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Pulmonary Fibrosis Treatment

The scarring of the lungs that occurs with idiopathic pulmonary fibrosis cannot be reversed. However, some treatments may improve symptoms temporarily or slow the progress of the disease:

Lifestyle

Stopping smoking immediately is very important for all patients with IPF. If you smoke, your doctor can help recommend treatments which will help you quit. Patients should also avoid sources of any lung irritant, including allergens, toxins, fumes, dust, and second hand smoke.

Pulmonary rehabilitation is a standard treatment for people with chronic lung disease. It is a broad program that helps improve quality of life and well-being for people with these conditions. Pulmonary rehab may include:

  • Exercise training
  • Nutritional counseling
  • Psychological counseling or support groups
  • Breathing strategies or exercises
  • Education about the condition and the best way to manage it
  • Techniques for conserving energy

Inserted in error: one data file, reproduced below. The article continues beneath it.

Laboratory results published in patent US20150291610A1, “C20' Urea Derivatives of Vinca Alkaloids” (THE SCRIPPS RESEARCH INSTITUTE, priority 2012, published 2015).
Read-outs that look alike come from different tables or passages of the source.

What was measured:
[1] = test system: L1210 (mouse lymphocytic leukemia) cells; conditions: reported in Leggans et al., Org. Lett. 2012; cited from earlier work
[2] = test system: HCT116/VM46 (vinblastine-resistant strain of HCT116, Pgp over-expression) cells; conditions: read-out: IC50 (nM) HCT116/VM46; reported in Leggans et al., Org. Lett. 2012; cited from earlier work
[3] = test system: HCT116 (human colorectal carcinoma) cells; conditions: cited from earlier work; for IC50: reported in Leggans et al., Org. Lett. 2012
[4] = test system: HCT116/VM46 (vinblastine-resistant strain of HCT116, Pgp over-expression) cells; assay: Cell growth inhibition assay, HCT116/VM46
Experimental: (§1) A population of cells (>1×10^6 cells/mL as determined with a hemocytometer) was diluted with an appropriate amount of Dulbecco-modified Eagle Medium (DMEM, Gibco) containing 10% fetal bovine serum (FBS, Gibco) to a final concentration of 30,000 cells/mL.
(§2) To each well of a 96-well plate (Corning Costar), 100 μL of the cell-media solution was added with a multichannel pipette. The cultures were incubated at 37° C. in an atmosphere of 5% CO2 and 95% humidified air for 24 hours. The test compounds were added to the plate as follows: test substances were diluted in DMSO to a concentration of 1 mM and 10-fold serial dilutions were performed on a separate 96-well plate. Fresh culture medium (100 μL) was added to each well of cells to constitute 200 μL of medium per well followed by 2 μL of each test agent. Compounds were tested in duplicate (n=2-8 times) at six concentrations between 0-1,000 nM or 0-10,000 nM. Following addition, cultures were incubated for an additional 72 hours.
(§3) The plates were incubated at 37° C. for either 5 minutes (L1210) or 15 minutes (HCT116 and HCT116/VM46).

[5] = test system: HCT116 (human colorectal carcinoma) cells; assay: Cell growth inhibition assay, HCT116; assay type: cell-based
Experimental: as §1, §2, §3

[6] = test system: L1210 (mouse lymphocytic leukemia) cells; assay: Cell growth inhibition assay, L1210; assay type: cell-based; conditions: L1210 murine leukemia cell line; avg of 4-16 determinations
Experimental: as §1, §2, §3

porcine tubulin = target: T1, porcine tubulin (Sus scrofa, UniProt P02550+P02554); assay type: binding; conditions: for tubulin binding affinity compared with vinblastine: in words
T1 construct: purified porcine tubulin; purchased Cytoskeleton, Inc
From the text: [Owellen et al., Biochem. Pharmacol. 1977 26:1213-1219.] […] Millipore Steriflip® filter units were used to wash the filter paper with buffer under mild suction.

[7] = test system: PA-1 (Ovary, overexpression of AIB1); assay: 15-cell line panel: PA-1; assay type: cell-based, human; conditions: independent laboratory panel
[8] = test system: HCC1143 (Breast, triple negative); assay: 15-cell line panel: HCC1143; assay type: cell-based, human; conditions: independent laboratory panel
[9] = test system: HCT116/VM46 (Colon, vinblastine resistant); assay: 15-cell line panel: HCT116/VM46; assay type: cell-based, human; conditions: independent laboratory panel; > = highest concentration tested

Pulmonary rehab does not replace medical therapy. It is used alongside medical treatments to help patients better manage their conditions and function at their best.

Pulmonary Fibrosis Treatment – Temple Lung Center

Medications

There are currently two medications which have been proven to slow the progression of IPF. Your doctor can help you decide if one of these is right for you. Also, there are several medicines available in ongoing clinical trials for IPF. These new medicines can often be taken alongside proven effective therapies. If you have gastro-esophageal reflux (GER), your doctor may prescribe other therapies to reduce the acid in your stomach, as this may slow the progression of IPF.

Oxygen therapy

Oxygen is usually administered through a pronged tube that is placed just under the nose. Oxygen therapy may be administered only during sleep or during exercise, but can be administered all the time as the disease progresses. Oxygen therapy can help reduce shortness of breath and allow patients to be more active.

Lung transplantation 

Lung transplants are recommended when idiopathic pulmonary fibrosis worsens quickly or when it is very severe. A lung transplant can help you live longer and improve your quality of life. However, there is the risk of rejection of the transplanted lungs or infection. Patients who receive lung transplants will have to take medications to reduce the risk of rejection for the rest of their lives.